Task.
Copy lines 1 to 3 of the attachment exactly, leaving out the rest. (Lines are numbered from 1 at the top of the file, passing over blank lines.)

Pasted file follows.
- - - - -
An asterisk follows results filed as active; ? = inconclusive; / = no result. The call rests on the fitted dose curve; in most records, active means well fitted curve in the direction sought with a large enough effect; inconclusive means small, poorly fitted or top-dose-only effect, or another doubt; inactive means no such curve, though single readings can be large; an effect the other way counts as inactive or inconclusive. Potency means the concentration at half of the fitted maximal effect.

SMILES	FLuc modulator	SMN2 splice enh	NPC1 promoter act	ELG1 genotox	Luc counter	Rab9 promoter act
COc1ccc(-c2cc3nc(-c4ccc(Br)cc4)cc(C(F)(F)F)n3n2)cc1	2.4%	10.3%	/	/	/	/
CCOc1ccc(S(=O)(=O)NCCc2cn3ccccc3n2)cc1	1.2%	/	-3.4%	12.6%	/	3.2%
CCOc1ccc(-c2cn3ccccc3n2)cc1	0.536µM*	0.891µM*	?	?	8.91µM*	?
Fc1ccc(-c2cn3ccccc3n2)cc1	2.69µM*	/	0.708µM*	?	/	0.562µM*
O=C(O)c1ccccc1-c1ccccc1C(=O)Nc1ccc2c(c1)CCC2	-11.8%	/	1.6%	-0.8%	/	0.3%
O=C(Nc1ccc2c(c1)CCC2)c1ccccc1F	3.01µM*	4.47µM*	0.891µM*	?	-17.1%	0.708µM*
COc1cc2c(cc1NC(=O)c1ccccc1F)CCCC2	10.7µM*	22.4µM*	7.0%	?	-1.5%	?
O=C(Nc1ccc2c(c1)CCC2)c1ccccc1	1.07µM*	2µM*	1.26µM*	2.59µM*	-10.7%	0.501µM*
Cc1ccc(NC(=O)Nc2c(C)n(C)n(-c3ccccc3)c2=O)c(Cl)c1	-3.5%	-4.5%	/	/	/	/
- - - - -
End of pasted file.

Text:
An asterisk follows results filed as active; ? = inconclusive; / = no result. The call rests on the fitted dose curve; in most records, active means well fitted curve in the direction sought with a large enough effect; inconclusive means small, poorly fitted or top-dose-only effect, or another doubt; inactive means no such curve, though single readings can be large; an effect the other way counts as inactive or inconclusive. Potency means the concentration at half of the fitted maximal effect.

SMILES	FLuc modulator	SMN2 splice enh	NPC1 promoter act	ELG1 genotox	Luc counter	Rab9 promoter act
COc1ccc(-c2cc3nc(-c4ccc(Br)cc4)cc(C(F)(F)F)n3n2)cc1	2.4%	10.3%	/	/	/	/